Lawmakers in the Maryland General Assembly are fast-tracking a bill that would change the formal name of Indian Head Highway — or Maryland Route 210.
The bill, sponsored by Del. Jay Walker (D – Prince George’s) and three others, was introduced Friday in the House of Delegates Environment and Transportation Committee. If passed by both chambers of the General Assembly and signed into law by the governor, it would rename Indian Head Highway to Piscataway Highway.
The name change would “honor and remember” the ancestral lands of the Piscataway Convoy Tribe, Walker said.
“The term Indian Head was used in a time when it was legal to kill Native Americans … a time when Native Americans were in retreat,” Walker said during the committee hearing Friday. “I thought it was a good idea to take the negative connotation of the word and make it a positive connotation word by honoring them with the name Piscataway Highway.”
This legislative move comes after Jesse James Swann, chief of the Piscataway Conoy Tribe, sent a letter on March 7 to officials in Prince George’s and Charles counties requesting a name change to the town Indian Head in Charles County and Indian Head Highway, which runs through both counties.
“This is our ancestral land and this highway was a major thoroughfare used by Piscataway and the surrounding tribes that were under our empire,” Swann wrote in the letter, WTOP reported. “We are the original inhabitants of this land — we were very accepting and very giving to those who formed what is now present day Maryland.”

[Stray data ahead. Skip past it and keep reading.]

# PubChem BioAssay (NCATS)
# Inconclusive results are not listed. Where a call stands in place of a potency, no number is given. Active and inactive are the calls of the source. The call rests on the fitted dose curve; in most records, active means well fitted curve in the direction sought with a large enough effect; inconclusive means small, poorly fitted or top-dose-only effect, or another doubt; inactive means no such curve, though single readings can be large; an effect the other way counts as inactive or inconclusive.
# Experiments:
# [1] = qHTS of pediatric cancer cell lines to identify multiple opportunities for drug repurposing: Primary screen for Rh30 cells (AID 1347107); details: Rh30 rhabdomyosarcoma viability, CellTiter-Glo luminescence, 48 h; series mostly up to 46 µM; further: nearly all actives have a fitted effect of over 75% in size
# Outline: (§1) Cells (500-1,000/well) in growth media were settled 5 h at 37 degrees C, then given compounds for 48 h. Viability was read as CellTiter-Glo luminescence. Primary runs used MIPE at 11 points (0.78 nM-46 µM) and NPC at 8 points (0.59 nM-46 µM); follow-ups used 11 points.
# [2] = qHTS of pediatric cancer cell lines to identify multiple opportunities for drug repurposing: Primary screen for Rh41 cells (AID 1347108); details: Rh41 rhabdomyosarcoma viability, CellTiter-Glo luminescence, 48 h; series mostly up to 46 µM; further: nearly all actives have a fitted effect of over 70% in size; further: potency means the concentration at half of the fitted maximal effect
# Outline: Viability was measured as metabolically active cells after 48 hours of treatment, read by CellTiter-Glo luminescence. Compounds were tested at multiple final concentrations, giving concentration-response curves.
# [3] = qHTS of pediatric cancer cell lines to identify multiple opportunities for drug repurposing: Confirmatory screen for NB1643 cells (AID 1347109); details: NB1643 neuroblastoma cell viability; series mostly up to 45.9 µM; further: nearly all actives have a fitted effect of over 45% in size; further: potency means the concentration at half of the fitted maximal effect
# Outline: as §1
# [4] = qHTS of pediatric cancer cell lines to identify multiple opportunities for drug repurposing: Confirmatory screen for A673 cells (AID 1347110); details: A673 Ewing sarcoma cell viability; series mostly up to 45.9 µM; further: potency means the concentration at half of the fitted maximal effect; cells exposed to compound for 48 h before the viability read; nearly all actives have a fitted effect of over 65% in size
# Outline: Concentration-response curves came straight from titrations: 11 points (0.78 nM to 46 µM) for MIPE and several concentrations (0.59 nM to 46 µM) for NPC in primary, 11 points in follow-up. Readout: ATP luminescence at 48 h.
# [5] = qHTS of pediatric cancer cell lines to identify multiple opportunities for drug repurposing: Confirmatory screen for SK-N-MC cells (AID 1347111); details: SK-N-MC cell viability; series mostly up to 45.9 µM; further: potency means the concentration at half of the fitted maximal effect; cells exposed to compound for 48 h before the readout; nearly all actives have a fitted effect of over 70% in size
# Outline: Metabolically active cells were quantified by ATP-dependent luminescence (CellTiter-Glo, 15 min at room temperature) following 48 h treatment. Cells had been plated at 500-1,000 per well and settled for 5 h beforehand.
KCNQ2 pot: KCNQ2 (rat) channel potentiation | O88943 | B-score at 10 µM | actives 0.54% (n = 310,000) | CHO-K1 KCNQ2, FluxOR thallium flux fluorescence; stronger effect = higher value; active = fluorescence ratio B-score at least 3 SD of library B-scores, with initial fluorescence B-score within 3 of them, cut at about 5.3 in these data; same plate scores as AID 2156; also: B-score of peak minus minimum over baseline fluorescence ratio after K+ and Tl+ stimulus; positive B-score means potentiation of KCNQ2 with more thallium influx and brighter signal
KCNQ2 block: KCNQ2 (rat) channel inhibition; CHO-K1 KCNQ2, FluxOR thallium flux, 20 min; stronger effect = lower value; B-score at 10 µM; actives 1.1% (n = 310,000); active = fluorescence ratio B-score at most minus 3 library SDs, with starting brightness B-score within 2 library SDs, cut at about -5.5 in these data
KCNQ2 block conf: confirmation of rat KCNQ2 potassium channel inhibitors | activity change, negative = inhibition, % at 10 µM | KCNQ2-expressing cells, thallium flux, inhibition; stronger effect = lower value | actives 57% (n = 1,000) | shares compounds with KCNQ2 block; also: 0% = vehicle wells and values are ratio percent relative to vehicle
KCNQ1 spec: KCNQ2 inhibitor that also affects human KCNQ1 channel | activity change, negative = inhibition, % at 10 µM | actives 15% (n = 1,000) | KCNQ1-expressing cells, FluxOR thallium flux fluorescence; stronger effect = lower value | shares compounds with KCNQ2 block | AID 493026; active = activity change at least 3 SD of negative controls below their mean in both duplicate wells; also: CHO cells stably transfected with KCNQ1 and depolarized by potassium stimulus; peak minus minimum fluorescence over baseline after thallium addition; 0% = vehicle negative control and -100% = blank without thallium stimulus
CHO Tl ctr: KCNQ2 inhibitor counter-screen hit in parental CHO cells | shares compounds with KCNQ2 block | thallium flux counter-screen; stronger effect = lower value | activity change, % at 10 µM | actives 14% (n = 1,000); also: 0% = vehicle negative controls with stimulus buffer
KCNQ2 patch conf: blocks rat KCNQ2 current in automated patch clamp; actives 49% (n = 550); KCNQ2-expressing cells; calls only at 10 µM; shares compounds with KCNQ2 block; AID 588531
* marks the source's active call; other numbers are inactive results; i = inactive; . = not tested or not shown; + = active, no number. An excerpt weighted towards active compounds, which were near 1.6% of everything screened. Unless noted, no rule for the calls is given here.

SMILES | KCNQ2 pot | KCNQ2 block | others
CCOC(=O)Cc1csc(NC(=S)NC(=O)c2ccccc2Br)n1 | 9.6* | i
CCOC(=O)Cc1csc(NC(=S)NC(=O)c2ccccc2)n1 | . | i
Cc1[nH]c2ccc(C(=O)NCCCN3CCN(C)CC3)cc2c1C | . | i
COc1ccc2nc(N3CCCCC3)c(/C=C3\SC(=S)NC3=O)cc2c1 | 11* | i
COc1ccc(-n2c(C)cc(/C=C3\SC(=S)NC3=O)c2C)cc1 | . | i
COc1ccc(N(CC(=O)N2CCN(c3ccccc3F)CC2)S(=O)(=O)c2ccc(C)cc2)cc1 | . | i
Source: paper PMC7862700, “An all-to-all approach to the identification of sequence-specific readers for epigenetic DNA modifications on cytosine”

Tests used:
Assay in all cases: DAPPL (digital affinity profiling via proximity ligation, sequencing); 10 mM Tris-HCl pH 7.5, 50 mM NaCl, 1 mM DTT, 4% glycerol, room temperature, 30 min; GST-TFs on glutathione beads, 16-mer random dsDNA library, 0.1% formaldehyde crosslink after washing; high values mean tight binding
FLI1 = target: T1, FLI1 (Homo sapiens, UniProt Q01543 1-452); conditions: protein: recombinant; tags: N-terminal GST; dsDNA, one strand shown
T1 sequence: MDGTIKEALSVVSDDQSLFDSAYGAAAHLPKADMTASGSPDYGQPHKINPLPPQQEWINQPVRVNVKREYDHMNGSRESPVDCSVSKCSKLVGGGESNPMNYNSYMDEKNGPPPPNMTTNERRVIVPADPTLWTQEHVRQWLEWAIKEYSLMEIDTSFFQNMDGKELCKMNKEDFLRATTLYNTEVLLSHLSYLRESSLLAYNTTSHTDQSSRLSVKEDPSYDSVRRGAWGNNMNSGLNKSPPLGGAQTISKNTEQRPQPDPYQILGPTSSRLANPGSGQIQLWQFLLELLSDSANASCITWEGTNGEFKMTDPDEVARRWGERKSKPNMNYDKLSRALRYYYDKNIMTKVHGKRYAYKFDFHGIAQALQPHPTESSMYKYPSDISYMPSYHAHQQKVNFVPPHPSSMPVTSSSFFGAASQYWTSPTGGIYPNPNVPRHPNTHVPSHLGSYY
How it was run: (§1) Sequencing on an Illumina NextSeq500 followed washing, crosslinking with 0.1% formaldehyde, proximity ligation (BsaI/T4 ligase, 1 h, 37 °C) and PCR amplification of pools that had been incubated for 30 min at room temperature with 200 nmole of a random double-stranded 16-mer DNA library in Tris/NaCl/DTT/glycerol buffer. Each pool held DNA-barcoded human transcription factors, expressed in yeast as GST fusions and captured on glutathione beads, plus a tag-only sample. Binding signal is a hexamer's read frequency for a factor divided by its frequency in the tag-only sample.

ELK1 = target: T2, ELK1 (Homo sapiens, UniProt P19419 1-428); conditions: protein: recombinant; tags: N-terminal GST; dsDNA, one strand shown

Walker’s effort is not the first time the General Assembly has attempted to rename Indian Head Highway. Lawmakers introduced a Senate bill in 2021 to rename the road to President Barack Obama Highway, but the legislation did not progress.
In his letter, Swann wrote that he appreciated the bill to honor former President Obama, but believed the name change should honor Maryland’s tribal history.
The Piscataway Conoy Tribe is one of three state-recognized tribes. The tribe has advocated for the Indian Head Highway and town to be renamed for several years. Two years ago, the tribe began a petition to garner support for this request. The petition has seen a resurgence after Swann’s letter and now has more than 4,000 signatures.
“The name is discriminatory at best and a demonstration of the slaughter of our people at worst,” the tribe wrote on the petition site.
The petition also asks the town Indian Head be renamed the “Town of Pascattoway.” The General Assembly has not moved to rename the town.
Lawmakers and witnesses did not voice any opposition to the highway renaming during the hearing. Many committee members supported the renaming after having a year to gather feedback from the state’s indigenous communities.
“I think most of us on this committee, if not all of us, weren’t ready to change it [last year], right then and there,” said Del. Mary Lehman (D – Anne Arundel & Prince George’s). “I appreciate the follow-up.”
House Majority Whip Del. Talmadge Branch (D – Baltimore City) is co-sponsoring the bill and claims indigenous heritage. Branch joined the Environment and Transportation Committee members Friday to voice support for the legislation by reading an excerpt from Swann’s letter.
“As you know, our people didn’t write history books. Our history is carried through generations by the stories we carry. The story is not of honor. We should not honor this name of Indian Head highway,” Branch read from Swann’s letter. “Please honor our wishes, and start righting some of the wrongs against our people.”